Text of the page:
Timberlake said that parole hearings for youth, conducted by the Illinois Prisoner Review Board, are brief — sometimes lasting only minutes — and the board gave many of parolees the same terms for release. “We found them rushed, to say the least,’ he said. “Often they were the same conditions time after time after time.” He said many children were not aware of their rights, did not have legal representation and did not understand the proceedings. The report found that the proceedings were improperly recorded, and there was no system to review or reassess the board’s decisions. The commission recommended that if a juvenile faces losing parole and going back to a detention center, a court and not the review board should make that decision. Timberlake said that moving such cases in the court system would mean about one more case a day in Cook County, which would have the most cases. He said as time goes on and fewer youth are in the system, because parole changes would help more stay out of detention centers, the number of cases gets even smaller. “When you look at the numbers, it’s very doable now. And when you look at the future, it’s not even a blip on the screen.” The report said that the review board should document its hearings more thoroughly, and a legal advocate should be on hand for youth that do not have a lawyer.

The report also recommended that parole conditions be tailored to each offender and offenders have individual plans to help them get back on their feet. Case plans might include access to mental health treatment, addiction services or family counseling after release. The report said that holding a youth behind bars for one year costs $86,861. Timberlake said that community-based services, such as counseling, cost between $4,000 to $7,000 a year. “The economic ripple effect of incarceration inflates taxpayer costs even more. In human terms, we must do better for our young people and our communities. In fiscal terms, we simply cannot afford to continue business as usual,” the report said.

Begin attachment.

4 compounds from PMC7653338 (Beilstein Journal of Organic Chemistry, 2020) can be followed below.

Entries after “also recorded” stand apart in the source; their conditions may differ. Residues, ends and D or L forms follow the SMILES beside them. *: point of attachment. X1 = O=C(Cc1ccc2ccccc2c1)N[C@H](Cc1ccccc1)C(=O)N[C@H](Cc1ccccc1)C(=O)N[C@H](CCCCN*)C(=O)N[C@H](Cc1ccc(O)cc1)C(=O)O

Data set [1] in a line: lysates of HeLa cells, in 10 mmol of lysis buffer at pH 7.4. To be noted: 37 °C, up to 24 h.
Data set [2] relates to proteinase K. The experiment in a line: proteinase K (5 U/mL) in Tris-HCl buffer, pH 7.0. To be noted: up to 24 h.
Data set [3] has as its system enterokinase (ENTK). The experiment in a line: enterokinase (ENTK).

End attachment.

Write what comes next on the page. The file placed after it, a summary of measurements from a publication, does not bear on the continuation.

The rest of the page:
Arthur Bishop, director of the DOJJ, said that his department is moving in the direction of many of the commission’s recommendations. “This report and these findings are definitely in line with the mission of the Department of Juvenile Justice under this administration, which is a change the culture.” He said that the department is working to move from a “punitive model” to “therapeutic, rehabilitative” process. Bishop said that linking incarcerated youth to community programs before they are released is key to trying to keep them from coming back to prison. “Those youth tend not to commit new crimes. Those youth then can become tax-paying citizens.”

Commissioners and Bishop acknowledge that it may be difficult to find the money needed to execute the commission’s recommendation during the current budget crisis. Bishop said a previous plan from Gov. Pat Quinn to merge DOJJ with the Department of Child and Family Services has been abandoned. But he said DOJJ is working with DCFS and other agencies to provide wrap-around services to youth offenders and their families and to try to recoup federal Medicaid dollars whenever possible. “I think in some ways, we’re not just having to add new money to accomplish this, but use some services more wisely," he said.

“Certain things will cost money up front,” said Julie Biehl, a commission member and director of the Children and Family Justice Center at Northwestern University Law School.

However, she said: “It’s predicted it’s going to be saving money by not reincarcerating kids at the same rate. … Over time, I think you are going to see a tremendous cost savings to the state.”

The commission plans to release a fiscal analysis of its recommendations sometime in the next few months.